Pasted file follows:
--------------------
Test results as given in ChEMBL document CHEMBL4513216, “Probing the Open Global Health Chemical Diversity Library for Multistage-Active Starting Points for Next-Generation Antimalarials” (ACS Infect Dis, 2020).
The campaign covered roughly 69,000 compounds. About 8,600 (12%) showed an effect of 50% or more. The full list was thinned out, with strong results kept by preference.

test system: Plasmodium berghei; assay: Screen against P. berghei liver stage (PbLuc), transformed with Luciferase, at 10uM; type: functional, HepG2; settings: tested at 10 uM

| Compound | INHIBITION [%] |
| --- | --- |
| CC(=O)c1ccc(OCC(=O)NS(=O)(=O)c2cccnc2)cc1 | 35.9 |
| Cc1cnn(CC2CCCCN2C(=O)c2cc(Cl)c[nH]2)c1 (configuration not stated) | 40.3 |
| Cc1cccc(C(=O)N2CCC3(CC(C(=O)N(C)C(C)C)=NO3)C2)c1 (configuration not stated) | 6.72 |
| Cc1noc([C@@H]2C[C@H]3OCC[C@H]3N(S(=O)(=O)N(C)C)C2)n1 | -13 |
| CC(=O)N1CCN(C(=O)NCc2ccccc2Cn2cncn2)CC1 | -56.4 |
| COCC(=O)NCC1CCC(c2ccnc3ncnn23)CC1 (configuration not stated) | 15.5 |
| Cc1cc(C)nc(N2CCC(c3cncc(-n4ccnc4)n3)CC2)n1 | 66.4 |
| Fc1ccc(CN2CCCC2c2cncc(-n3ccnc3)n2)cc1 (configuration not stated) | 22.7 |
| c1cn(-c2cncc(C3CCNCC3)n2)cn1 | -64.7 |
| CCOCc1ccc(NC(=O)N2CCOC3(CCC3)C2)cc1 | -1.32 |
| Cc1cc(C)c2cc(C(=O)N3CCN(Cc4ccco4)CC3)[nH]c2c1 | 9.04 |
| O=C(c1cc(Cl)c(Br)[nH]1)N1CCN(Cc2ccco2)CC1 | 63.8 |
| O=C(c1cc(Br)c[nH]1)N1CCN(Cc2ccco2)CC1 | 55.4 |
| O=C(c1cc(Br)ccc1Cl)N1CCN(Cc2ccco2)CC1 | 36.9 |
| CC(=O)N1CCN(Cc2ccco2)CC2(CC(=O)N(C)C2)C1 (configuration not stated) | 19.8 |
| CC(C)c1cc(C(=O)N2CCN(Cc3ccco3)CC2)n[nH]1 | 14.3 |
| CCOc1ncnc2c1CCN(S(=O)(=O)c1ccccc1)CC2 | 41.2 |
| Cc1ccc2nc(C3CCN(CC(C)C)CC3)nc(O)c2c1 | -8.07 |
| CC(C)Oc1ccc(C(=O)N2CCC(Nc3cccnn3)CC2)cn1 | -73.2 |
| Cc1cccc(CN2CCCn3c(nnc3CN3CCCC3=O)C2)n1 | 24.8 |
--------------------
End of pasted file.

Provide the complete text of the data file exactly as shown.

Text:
Test results as given in ChEMBL document CHEMBL4513216, “Probing the Open Global Health Chemical Diversity Library for Multistage-Active Starting Points for Next-Generation Antimalarials” (ACS Infect Dis, 2020).
The campaign covered roughly 69,000 compounds. About 8,600 (12%) showed an effect of 50% or more. The full list was thinned out, with strong results kept by preference.

test system: Plasmodium berghei; assay: Screen against P. berghei liver stage (PbLuc), transformed with Luciferase, at 10uM; type: functional, HepG2; settings: tested at 10 uM

| Compound | INHIBITION [%] |
| --- | --- |
| CC(=O)c1ccc(OCC(=O)NS(=O)(=O)c2cccnc2)cc1 | 35.9 |
| Cc1cnn(CC2CCCCN2C(=O)c2cc(Cl)c[nH]2)c1 (configuration not stated) | 40.3 |
| Cc1cccc(C(=O)N2CCC3(CC(C(=O)N(C)C(C)C)=NO3)C2)c1 (configuration not stated) | 6.72 |
| Cc1noc([C@@H]2C[C@H]3OCC[C@H]3N(S(=O)(=O)N(C)C)C2)n1 | -13 |
| CC(=O)N1CCN(C(=O)NCc2ccccc2Cn2cncn2)CC1 | -56.4 |
| COCC(=O)NCC1CCC(c2ccnc3ncnn23)CC1 (configuration not stated) | 15.5 |
| Cc1cc(C)nc(N2CCC(c3cncc(-n4ccnc4)n3)CC2)n1 | 66.4 |
| Fc1ccc(CN2CCCC2c2cncc(-n3ccnc3)n2)cc1 (configuration not stated) | 22.7 |
| c1cn(-c2cncc(C3CCNCC3)n2)cn1 | -64.7 |
| CCOCc1ccc(NC(=O)N2CCOC3(CCC3)C2)cc1 | -1.32 |
| Cc1cc(C)c2cc(C(=O)N3CCN(Cc4ccco4)CC3)[nH]c2c1 | 9.04 |
| O=C(c1cc(Cl)c(Br)[nH]1)N1CCN(Cc2ccco2)CC1 | 63.8 |
| O=C(c1cc(Br)c[nH]1)N1CCN(Cc2ccco2)CC1 | 55.4 |
| O=C(c1cc(Br)ccc1Cl)N1CCN(Cc2ccco2)CC1 | 36.9 |
| CC(=O)N1CCN(Cc2ccco2)CC2(CC(=O)N(C)C2)C1 (configuration not stated) | 19.8 |
| CC(C)c1cc(C(=O)N2CCN(Cc3ccco3)CC2)n[nH]1 | 14.3 |
| CCOc1ncnc2c1CCN(S(=O)(=O)c1ccccc1)CC2 | 41.2 |
| Cc1ccc2nc(C3CCN(CC(C)C)CC3)nc(O)c2c1 | -8.07 |
| CC(C)Oc1ccc(C(=O)N2CCC(Nc3cccnn3)CC2)cn1 | -73.2 |
| Cc1cccc(CN2CCCn3c(nnc3CN3CCCC3=O)C2)n1 | 24.8 |